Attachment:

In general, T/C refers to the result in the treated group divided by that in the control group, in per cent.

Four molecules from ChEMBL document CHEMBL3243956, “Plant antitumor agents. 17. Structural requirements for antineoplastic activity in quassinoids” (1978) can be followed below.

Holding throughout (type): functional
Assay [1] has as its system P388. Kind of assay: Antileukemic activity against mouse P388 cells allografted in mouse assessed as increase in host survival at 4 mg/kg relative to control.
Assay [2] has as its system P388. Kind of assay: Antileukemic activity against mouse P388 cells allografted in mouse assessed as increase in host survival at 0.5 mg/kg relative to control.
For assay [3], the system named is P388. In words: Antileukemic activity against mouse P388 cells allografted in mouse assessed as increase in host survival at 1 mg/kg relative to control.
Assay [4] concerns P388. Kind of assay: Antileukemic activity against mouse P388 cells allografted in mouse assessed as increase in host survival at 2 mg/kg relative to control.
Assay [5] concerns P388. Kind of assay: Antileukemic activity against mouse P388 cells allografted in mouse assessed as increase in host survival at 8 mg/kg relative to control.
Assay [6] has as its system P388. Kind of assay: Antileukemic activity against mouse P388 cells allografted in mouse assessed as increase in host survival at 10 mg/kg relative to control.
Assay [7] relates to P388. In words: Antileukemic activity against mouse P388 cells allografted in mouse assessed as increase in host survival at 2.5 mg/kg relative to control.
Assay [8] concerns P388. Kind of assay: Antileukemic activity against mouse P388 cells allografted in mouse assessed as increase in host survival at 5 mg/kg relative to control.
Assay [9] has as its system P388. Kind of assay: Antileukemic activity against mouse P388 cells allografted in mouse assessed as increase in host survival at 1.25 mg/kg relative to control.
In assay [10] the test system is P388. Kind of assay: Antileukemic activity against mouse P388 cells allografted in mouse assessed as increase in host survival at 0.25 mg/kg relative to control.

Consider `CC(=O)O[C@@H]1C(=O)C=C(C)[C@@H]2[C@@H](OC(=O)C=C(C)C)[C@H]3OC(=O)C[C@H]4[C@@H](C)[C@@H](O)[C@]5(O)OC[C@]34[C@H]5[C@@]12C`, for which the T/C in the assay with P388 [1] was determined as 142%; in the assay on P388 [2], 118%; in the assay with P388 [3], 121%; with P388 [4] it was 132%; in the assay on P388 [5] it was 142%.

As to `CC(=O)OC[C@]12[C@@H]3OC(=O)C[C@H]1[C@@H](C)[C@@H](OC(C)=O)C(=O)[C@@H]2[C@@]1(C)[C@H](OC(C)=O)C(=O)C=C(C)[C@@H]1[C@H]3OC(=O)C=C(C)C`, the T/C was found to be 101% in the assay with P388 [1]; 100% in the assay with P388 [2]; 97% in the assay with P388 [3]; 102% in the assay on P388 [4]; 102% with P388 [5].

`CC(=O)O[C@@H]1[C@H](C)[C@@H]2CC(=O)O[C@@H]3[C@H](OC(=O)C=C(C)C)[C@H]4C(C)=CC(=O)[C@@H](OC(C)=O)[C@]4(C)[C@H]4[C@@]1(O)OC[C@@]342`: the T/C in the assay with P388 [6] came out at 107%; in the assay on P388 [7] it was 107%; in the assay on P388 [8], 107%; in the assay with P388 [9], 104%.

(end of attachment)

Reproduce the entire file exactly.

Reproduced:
In general, T/C refers to the result in the treated group divided by that in the control group, in per cent.

Four molecules from ChEMBL document CHEMBL3243956, “Plant antitumor agents. 17. Structural requirements for antineoplastic activity in quassinoids” (1978) can be followed below.

Holding throughout (type): functional
Assay [1] has as its system P388. Kind of assay: Antileukemic activity against mouse P388 cells allografted in mouse assessed as increase in host survival at 4 mg/kg relative to control.
Assay [2] has as its system P388. Kind of assay: Antileukemic activity against mouse P388 cells allografted in mouse assessed as increase in host survival at 0.5 mg/kg relative to control.
For assay [3], the system named is P388. In words: Antileukemic activity against mouse P388 cells allografted in mouse assessed as increase in host survival at 1 mg/kg relative to control.
Assay [4] concerns P388. Kind of assay: Antileukemic activity against mouse P388 cells allografted in mouse assessed as increase in host survival at 2 mg/kg relative to control.
Assay [5] concerns P388. Kind of assay: Antileukemic activity against mouse P388 cells allografted in mouse assessed as increase in host survival at 8 mg/kg relative to control.
Assay [6] has as its system P388. Kind of assay: Antileukemic activity against mouse P388 cells allografted in mouse assessed as increase in host survival at 10 mg/kg relative to control.
Assay [7] relates to P388. In words: Antileukemic activity against mouse P388 cells allografted in mouse assessed as increase in host survival at 2.5 mg/kg relative to control.
Assay [8] concerns P388. Kind of assay: Antileukemic activity against mouse P388 cells allografted in mouse assessed as increase in host survival at 5 mg/kg relative to control.
Assay [9] has as its system P388. Kind of assay: Antileukemic activity against mouse P388 cells allografted in mouse assessed as increase in host survival at 1.25 mg/kg relative to control.
In assay [10] the test system is P388. Kind of assay: Antileukemic activity against mouse P388 cells allografted in mouse assessed as increase in host survival at 0.25 mg/kg relative to control.

Consider `CC(=O)O[C@@H]1C(=O)C=C(C)[C@@H]2[C@@H](OC(=O)C=C(C)C)[C@H]3OC(=O)C[C@H]4[C@@H](C)[C@@H](O)[C@]5(O)OC[C@]34[C@H]5[C@@]12C`, for which the T/C in the assay with P388 [1] was determined as 142%; in the assay on P388 [2], 118%; in the assay with P388 [3], 121%; with P388 [4] it was 132%; in the assay on P388 [5] it was 142%.

As to `CC(=O)OC[C@]12[C@@H]3OC(=O)C[C@H]1[C@@H](C)[C@@H](OC(C)=O)C(=O)[C@@H]2[C@@]1(C)[C@H](OC(C)=O)C(=O)C=C(C)[C@@H]1[C@H]3OC(=O)C=C(C)C`, the T/C was found to be 101% in the assay with P388 [1]; 100% in the assay with P388 [2]; 97% in the assay with P388 [3]; 102% in the assay on P388 [4]; 102% with P388 [5].

`CC(=O)O[C@@H]1[C@H](C)[C@@H]2CC(=O)O[C@@H]3[C@H](OC(=O)C=C(C)C)[C@H]4C(C)=CC(=O)[C@@H](OC(C)=O)[C@]4(C)[C@H]4[C@@]1(O)OC[C@@]342`: the T/C in the assay with P388 [6] came out at 107%; in the assay on P388 [7] it was 107%; in the assay on P388 [8], 107%; in the assay with P388 [9], 104%.